Jesus continued to proclaim the good news as he made his way through the towns and villages of Galilee. Wherever he went there were people who needed his healing touch. Matthew records that those who crowed around him were “confused and helpless, like sheep without a shepherd.” (9:35) So, how did their distress affect Jesus emotionally and what did he do about it? We know that he told them that God’s kingdom was being established on earth and that they should repent (Matt. 3:2; 4:17) but what was his visceral reaction to them in their need? Matthew writes that Jesus’ heart was “filled with compassion” (9:36).
The Greek word for compassion refers to one’s visceral area. To be “filled with compassion” means to feel in one’s own body what might be called an emotional equivalent to what another person is experiencing. It is deep bonding with another. Compassion carries its own price: it costs to care. One might ask, Of what importance is it that we experience such a reaction when we find ourselves with others in need? The answer is simple; apart from compassion we are far less apt to do something about it. God has made us as we are and he gave us the capacity to care about the distress of a fellow human being. We are God’s creatures and intended to love and be of help to one another. Had sin not entered the world it would have been our natural reaction to the pain or anguish of another. As the sinless Son of God, Jesus shows us what life beyond the pervasive influence of sin is like. When we see another in distress we are moved with compassion. It’s what God intended for human relationships but has been thrown off track by the dominance of sin in our world.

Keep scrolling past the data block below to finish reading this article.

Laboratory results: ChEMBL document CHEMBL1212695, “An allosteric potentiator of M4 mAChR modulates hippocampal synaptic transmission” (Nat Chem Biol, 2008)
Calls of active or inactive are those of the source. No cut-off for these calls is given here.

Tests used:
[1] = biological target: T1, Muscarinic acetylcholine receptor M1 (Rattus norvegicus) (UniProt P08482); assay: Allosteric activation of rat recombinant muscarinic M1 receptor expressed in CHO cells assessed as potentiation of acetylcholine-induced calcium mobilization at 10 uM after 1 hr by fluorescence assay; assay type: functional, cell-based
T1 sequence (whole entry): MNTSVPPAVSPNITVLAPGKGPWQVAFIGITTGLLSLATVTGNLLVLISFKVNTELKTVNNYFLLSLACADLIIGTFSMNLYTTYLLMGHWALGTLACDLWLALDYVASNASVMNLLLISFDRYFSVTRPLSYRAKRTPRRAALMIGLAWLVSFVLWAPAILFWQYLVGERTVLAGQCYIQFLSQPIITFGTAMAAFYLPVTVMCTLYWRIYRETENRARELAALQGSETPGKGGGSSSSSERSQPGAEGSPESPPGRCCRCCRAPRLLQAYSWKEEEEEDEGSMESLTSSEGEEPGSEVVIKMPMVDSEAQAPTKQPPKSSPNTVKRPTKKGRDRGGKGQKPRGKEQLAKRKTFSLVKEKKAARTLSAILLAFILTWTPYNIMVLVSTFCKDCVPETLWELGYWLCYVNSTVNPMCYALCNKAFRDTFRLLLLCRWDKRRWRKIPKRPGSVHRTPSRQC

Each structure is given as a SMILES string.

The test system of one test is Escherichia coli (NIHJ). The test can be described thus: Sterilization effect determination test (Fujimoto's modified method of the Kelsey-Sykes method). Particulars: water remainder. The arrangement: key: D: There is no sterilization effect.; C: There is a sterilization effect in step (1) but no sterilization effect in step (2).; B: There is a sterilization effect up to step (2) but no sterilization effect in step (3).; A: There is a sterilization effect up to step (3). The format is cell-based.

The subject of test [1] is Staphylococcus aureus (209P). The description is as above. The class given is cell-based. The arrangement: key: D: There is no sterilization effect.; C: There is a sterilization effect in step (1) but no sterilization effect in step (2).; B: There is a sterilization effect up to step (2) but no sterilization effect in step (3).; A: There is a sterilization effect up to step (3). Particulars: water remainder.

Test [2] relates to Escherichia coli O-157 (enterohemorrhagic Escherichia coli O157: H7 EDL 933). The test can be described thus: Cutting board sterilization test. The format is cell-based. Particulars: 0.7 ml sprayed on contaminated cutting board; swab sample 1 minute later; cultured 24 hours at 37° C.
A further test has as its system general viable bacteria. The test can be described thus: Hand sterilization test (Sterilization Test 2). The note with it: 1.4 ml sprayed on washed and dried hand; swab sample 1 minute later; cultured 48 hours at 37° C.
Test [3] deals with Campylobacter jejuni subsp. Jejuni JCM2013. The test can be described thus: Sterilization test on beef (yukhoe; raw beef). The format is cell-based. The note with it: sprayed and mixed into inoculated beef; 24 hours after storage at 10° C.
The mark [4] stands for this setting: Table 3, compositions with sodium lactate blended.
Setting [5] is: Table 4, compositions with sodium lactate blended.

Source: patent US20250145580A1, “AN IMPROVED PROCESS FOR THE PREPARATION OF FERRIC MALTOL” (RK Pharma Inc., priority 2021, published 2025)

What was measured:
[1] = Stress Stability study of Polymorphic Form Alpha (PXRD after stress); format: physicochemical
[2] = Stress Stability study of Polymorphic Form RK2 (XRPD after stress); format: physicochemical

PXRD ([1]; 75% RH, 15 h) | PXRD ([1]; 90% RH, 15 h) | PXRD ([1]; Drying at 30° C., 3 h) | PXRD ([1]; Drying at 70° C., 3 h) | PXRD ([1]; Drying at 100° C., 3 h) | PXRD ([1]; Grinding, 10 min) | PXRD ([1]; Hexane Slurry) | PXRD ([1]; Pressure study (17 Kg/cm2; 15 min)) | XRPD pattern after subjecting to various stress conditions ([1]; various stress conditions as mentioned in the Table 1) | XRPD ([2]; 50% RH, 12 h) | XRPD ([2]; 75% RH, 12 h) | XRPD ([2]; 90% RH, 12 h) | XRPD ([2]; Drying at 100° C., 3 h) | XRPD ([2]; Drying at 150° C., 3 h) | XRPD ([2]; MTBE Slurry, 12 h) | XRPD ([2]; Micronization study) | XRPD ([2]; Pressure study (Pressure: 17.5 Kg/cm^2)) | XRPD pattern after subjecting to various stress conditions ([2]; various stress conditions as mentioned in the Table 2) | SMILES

Compassion is a strong and compelling word. We know it in a limited sense but I expect that in the relationships of eternity, while there will be no suffering or tears, should there be we would be immediately moved with compassion. Among certain groups a show of compassion is considered a sign of weakness. Certainly it is not masculine. To the contrary, compassion is so strong that there is nothing that can ever keep it from expressing itself openly without regard for public reaction. The Dalai Lama is right on target when he says that “love and compassion are not luxuries, but necessities, and without them humanity cannot survive.”